The thalamus, a heterogeneous brain structure, is involved in the generation of sleep-related thalamo-cortical oscillations. Higher order nuclei might possess a distinct function compared with first-order nuclei in brain communication. Here it is investigated whether this distinction can also be found during the process of falling asleep and deepening of slow-wave sleep. A nonlinear version of Granger causality was used to describe changes in directed network activity between the somatosensory cortex and rostral reticular thalamic nucleus (rRTN) and caudal reticular thalamic nucleus (cRTN), the higher order posterior (PO)- and anterior-thalamic nuclei (ATN), and the first-order ventral posteromedial thalamic nucleus (VPM) as assessed in local field potential recordings acquired during passive wakefulness (PW), light slow-wave sleep (LSWS), and deep slow-wave sleep (DSWS) in freely behaving rats. Surrogate statistics was used to assess significance. Decreases in cortico-thalamo-cortical couplings were found. In contrast, multiple increases in intrathalamic couplings were observed. In particular, the rRTN increased its inhibition on the ATN from PW to LSWS, and this was further strengthened from LSWS to DSWS. The cRTN increased its coupling to VPM and PO from PW to LSWS, but the coupling from cRTN to VPM weakened at the transition from LSWS to DSWS, while its coupling to PO strengthened. Furthermore, intra-RTN coupling from PW to LSWS was differently changed compared with the change from LSWS to DSWS. It can be inferred that higher order (ATN and PO) and first-order nuclei (VPM) are differentially inhibited during DSWS, which might be relevant for a proper functioning of sleep-related processes.
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http://dx.doi.org/10.1089/brain.2021.0052DOI Listing
October 2021

An online platform and a dynamic database for neuropsychological assessment in Indonesia.

Appl Neuropsychol Adult 2021 Jul 13:1-10. Epub 2021 Jul 13.

Psychology Faculty, Soegijapranata Catholic University, Semarang, Indonesia.

Proper use of neuropsychological tests in Indonesia is hindered by a lack of properly adapted neurocognitive tests as well as an absence of normative data. In 2016, we started adapting ten of these tests for use in Indonesia and collected data from healthy participants in Java. Here we introduce and propose a system that will facilitate the proper usage and interpretation of test scores: an online platform and a dynamic database. Newly collected data (492 healthy adults) of the Indonesian version of the Boston Naming Test (I-BNT) were used to illustrate the usefulness of the two functions. Analysis of variances, post-hoc tests, and a simulation study revealed the effects of age and education on the I-BNT, indicating that it is imperative to fine-tune the reference group based on these demographic factors. Putative inadequate sample size issues for obtaining reliable normative scores were overcome by employing regression analyses and the prediction of normative scores. It can be concluded that a flexible online platform is available for the calculation of normative scores either based on the whole population, on fine-tuned reference groups, or on predicted scores. The dynamic database's growth will allow to obtain even more fine-tuned and more reliable reference data as well as more accurate predictions. Fine-tuned reference data are badly needed for the heterogenous Indonesian population.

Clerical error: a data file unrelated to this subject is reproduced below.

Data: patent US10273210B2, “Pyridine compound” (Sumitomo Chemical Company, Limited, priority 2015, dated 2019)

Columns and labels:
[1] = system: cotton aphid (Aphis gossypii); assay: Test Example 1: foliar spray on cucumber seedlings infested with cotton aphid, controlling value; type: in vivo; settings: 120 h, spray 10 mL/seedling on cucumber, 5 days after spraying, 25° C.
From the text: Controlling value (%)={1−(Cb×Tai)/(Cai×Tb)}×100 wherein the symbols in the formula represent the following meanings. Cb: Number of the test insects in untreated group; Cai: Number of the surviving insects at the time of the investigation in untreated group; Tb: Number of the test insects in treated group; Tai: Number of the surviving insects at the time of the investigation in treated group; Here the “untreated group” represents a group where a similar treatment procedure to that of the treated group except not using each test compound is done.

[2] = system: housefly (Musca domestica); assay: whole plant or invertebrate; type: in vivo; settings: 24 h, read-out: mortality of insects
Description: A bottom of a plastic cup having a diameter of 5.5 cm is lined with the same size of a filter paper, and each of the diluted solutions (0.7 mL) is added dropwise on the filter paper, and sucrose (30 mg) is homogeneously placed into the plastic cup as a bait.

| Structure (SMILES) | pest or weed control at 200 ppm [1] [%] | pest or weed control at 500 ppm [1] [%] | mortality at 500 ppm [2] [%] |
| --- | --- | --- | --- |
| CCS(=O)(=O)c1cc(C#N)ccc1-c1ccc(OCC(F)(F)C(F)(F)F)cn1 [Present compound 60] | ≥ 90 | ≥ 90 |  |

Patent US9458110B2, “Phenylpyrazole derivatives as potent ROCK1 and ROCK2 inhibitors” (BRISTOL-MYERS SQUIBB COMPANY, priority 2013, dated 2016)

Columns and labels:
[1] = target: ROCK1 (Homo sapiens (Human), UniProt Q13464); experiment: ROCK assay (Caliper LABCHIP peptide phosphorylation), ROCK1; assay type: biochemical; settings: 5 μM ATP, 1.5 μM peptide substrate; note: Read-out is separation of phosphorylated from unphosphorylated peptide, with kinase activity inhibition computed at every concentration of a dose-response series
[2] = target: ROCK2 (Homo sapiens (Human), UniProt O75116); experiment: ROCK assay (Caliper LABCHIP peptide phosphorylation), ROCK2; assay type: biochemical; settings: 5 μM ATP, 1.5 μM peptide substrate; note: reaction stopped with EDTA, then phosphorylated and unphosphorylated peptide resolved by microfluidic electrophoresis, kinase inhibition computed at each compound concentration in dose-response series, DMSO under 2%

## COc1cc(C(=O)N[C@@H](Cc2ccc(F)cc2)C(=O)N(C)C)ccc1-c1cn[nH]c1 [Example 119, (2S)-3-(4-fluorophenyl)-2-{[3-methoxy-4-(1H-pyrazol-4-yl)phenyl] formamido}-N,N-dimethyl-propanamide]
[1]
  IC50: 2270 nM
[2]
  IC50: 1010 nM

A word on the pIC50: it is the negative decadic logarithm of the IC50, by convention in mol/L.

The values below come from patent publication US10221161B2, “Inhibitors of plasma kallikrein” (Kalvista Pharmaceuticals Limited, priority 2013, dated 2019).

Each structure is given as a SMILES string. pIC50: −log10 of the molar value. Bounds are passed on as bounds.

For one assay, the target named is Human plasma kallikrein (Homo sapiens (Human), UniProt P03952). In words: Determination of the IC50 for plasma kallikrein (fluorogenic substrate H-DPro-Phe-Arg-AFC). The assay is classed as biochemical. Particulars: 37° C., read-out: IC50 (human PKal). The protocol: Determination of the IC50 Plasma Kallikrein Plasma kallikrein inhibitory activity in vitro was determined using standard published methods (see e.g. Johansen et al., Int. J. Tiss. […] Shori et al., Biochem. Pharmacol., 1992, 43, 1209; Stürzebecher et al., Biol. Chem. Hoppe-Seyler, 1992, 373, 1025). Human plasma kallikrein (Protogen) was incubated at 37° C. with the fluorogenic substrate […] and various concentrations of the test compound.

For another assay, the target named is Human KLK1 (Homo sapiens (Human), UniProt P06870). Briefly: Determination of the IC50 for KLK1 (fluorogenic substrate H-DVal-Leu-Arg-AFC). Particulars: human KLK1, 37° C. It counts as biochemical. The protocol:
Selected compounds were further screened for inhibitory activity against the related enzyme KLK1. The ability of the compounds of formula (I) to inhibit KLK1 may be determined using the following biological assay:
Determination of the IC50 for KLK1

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http://dx.doi.org/10.1080/23279095.2021.1943397DOI Listing
July 2021